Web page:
Being the largest animal of the deer family, the moose cannot be appreciated for his size until seen up close, real close. This creature can weigh up to 1,500 lb and eat 10% of his weight in a day. Up to 10 feet long and 7 feet tall, the moose is the second biggest land animal in North America.
With a head that sort of resembles a narrow horse’s, the moose males, known as “bulls”, grow two antlers right above their eyes. These antlers are often called “paddles” by those who hunt for them. These paddles can be, on average, 2-4 feet long and are used by the bulls to fight for mating rights.
The antlers themselves are formed in early spring. They start off with a bit of cartilage off the top of the head called a pedicle. This cartilage is then replaced by bony tissue and covered in a thing called “velvet”. This velvet covers the bone and supplies the bone with blood, nutrients and oxygen.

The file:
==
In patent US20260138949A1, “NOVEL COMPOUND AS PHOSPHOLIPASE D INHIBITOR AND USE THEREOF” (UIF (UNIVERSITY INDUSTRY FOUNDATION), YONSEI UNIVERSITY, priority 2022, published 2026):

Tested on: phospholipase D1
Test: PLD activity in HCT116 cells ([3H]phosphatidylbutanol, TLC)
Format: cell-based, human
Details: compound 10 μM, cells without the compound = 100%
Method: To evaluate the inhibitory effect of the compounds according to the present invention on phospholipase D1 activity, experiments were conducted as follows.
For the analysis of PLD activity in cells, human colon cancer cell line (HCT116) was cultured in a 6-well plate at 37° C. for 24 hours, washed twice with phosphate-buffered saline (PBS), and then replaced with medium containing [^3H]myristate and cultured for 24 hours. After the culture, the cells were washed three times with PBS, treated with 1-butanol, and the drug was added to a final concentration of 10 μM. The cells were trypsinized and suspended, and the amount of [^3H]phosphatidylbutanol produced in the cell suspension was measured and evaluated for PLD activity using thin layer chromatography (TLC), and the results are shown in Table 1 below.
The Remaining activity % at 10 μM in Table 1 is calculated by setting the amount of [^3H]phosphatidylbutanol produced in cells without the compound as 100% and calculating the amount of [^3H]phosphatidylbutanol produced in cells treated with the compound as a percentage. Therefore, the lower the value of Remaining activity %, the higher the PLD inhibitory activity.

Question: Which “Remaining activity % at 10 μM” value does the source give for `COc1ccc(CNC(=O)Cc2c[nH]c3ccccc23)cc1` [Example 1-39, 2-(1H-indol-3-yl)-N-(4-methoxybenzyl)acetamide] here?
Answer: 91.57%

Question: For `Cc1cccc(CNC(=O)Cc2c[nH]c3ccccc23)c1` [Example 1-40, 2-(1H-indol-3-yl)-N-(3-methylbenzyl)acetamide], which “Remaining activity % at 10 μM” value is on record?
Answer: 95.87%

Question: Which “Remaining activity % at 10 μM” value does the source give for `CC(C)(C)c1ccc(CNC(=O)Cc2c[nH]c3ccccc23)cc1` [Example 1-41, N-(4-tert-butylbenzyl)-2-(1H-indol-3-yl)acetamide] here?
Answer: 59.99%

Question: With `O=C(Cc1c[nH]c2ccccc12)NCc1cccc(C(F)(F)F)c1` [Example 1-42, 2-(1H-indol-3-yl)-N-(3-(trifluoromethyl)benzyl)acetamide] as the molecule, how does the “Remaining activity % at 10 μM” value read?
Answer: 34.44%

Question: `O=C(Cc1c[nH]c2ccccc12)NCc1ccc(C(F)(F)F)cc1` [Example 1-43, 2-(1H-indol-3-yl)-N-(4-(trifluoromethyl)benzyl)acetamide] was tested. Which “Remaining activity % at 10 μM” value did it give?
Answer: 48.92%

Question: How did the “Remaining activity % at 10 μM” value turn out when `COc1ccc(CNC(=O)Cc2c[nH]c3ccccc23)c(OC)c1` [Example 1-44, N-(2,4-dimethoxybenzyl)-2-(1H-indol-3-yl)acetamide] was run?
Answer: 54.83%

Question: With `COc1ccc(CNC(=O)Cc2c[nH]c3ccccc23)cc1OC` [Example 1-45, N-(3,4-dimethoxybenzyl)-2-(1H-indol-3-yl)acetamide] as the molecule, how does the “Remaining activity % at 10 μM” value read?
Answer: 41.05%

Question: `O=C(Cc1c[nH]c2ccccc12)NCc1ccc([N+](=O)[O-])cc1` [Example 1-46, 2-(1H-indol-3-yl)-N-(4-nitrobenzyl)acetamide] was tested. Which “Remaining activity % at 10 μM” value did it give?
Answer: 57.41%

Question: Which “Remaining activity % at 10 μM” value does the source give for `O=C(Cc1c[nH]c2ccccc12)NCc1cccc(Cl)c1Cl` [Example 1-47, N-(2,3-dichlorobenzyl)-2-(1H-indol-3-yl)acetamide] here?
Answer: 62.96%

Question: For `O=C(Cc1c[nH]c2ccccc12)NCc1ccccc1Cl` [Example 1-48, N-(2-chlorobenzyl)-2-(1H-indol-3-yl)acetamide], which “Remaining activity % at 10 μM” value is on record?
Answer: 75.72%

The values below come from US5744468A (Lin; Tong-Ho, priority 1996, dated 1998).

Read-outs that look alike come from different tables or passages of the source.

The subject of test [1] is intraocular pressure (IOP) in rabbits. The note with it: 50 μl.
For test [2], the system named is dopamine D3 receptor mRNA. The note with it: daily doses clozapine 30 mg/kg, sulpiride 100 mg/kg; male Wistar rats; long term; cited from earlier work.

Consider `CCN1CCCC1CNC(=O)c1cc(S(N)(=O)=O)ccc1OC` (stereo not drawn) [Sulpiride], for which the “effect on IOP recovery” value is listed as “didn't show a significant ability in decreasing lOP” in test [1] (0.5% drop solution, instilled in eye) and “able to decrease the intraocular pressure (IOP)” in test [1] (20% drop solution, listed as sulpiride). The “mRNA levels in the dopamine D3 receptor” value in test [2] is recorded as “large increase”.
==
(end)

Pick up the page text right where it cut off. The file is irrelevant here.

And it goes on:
By winter, the velvet is rubbed off and the antlers are done growing. They then die off and fall in later winter. Their antlers are collected and sold widely to people with many different interests in using them for furniture, decorations, etc.
The moose will use these antlers to impress females and fight off other bulls for the attention of the female moose (known as “cows”).
Although the moose may look like a docile creature, it has one of the most aggressive records in the world. In the USA, the moose is the number one wild animal that inflicts injury on humans. The bear and the wolf combined don’t even reach this record!
In the entire world, only the hippopotamus hurts more people than the moose. Not a very docile creature at all and not one to be taken lightly. But, this aggressiveness works out for the best (for them at least) for they have been known to fend off attacking bears and wolves, and trampling them both to the ground.
With his massive antlers, aggressive nature (and protective one), the moose can comfortably be called the “king of the woods”. I’d like to see the “king of the jungle” take on this guy!